While the application includes a variety of components, including basic information about the student, educational history, and an extracurricular activities page, it is the Common App’s essay page that has traditionally caused high school students the most consternation. Some colleges and universities require additional materials through their Common App supplements, such as supplemental essays or portfolios, which can be submitted through the Common App as well.
By using the Common App, students can save time and effort in the college application process and have a more organized and streamlined way of applying to multiple schools. Yet, it’s important to note that not all colleges and universities accept the Common App, and even some Common App member colleges may require additional application materials be submitted after students submit their Common App. A handful of the biggest-name universities in the US have held off massive peer pressure to adopt the Common App: such colleges include MIT, Georgetown, and all colleges that are part of the UC system, such as UC Berkeley, UCLA, and UC Santa Barbara.
Also on Tuesday, the Common App announced that it has created two new senior-level roles for Constituent Engagement and Product. The hires come as the Common App aims to “expand beyond the application to empower more students to access, afford, and attain postsecondary opportunities.”
Dr. Ileana Rodriguez will begin on March 14, 2023 as the new Senior Vice President for Constituent Engagement. In her new role, Dr. Rodriguez will lead Common App’s college and university member, student, and counselor engagement, enabling coordination across current constituencies. As Common App expands its services “to support more students, this role will also build relationships with partners in new markets to ensure those services have the desired impact.”
Dr. Ileana Rodriguez joins Common App from Colectiva, LLC. As Founder and CEO, Dr. Rodriguez provided customized strategic consulting services to non-profit organizations to navigate growth and change while advancing diversity, equity, and inclusiveness across all of their systems and practices. Prior to founding Colectiva, Dr. Rodriguez held senior leadership positions at Teach For America, The College Board, and Triton College.
“Educational equity is a centering force for my professional purpose,” said Rodriguez. “I’m excited to be joining Common App as it engages colleges, universities, counselors, teachers, and partners in its pursuit of access and equity in the college admission process, vastly expanding opportunity for all students.”
Jonell Sanchez will begin on March 14 as the new Senior Vice President of Product. In this role, Sanchez will help to identify new products and services and establish strategic partnerships “that will increase the number of underrepresented students who use Common App’s platform–not just to apply for opportunities, but to afford them and complete them successfully.”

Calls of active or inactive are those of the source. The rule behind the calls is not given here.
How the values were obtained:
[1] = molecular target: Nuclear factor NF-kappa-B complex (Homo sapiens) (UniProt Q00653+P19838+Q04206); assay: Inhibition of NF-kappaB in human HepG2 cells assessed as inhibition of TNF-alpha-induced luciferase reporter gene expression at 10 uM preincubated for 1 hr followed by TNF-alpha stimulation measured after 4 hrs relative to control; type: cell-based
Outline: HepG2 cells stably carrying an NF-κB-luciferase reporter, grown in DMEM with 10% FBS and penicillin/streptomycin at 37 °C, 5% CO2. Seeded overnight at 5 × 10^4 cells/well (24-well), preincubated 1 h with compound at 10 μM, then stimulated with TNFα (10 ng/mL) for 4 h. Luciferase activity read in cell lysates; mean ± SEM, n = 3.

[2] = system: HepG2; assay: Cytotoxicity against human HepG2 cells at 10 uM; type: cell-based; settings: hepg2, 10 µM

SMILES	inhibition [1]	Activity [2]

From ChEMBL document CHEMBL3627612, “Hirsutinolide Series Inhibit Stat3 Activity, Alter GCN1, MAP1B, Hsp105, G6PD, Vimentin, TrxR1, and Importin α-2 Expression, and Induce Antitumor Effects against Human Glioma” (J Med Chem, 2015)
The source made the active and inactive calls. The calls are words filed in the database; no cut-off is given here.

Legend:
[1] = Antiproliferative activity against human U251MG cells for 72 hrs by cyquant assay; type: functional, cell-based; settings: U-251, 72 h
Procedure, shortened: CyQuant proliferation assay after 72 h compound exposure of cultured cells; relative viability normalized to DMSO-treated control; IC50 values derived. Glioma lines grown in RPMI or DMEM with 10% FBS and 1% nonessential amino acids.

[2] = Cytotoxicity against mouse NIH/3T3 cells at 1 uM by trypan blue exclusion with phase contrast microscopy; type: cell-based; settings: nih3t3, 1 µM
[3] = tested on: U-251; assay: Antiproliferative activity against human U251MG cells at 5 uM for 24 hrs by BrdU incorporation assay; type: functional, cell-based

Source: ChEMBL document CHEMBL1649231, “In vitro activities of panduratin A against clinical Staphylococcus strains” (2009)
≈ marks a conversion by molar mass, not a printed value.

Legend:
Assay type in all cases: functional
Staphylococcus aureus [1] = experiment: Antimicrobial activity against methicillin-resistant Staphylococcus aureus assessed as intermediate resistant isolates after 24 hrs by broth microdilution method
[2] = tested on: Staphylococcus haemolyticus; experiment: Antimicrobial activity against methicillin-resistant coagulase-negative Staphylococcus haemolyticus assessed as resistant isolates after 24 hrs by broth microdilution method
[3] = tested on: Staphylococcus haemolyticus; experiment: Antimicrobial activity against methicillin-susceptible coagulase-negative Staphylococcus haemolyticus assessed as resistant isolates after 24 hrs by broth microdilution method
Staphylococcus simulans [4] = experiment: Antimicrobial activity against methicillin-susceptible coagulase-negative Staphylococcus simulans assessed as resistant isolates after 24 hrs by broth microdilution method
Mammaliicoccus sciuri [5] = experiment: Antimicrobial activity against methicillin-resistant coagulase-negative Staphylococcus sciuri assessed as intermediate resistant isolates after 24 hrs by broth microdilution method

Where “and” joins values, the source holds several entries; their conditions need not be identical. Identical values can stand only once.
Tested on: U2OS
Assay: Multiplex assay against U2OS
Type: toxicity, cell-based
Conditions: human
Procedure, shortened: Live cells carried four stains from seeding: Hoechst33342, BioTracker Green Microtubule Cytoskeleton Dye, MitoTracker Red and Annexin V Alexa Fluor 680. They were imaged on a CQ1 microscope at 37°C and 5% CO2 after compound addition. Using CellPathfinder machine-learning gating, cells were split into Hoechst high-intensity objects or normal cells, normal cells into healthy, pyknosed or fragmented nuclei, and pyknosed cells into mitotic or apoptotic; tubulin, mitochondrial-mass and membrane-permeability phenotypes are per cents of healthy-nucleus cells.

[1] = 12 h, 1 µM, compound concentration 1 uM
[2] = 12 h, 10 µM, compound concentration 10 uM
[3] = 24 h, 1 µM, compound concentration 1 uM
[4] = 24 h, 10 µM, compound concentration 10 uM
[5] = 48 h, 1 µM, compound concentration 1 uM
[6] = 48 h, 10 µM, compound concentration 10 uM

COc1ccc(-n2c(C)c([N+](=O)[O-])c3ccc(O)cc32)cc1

Jonell Sanchez joins Common App from Sanchez Strategic Advisors. He provided organizations strategic executive consulting services in product development, business transformation, go-to-market and scaling growth in the U.S. and global for organizations like Educational Testing Service (ETS), Ness Digital Engineering, and others. Prior to joining ETS, Sanchez held senior leadership positions at ACT, the National Student Clearinghouse, Pearson Global, and The College Board.
“Common App’s vision and mission align with my personal experience as a childhood immigrant from Cuba and student from an underserved community and with my professional values and commitment to educational opportunity, access and impact at scale in the U.S. and abroad,” said Sanchez. “I am honored to join the team at this crucial point in the higher education landscape and to help expand Common App’s products and services to lower the barriers to college access and attainment, especially for historically underserved students.”
Sanchez and Rodriguez will join the Common App team as the organization moves into what it refers to as “its next chapter, focused on revolutionizing the entire college-going process to increase equity” with solutions that “show students all of the different opportunities available to them, streamline both the first-year and transfer process, help them pay for those opportunities, shift information and choice to the hands of students and, help organizations and colleges that provide opportunities find and support people to enroll and achieve their personal aspirations.” This comes after Common App launched “Direct Admissions,” which is basically colleges applying to students (as opposed to the traditional students applying to colleges), during the 2022-2023 admissions cycle.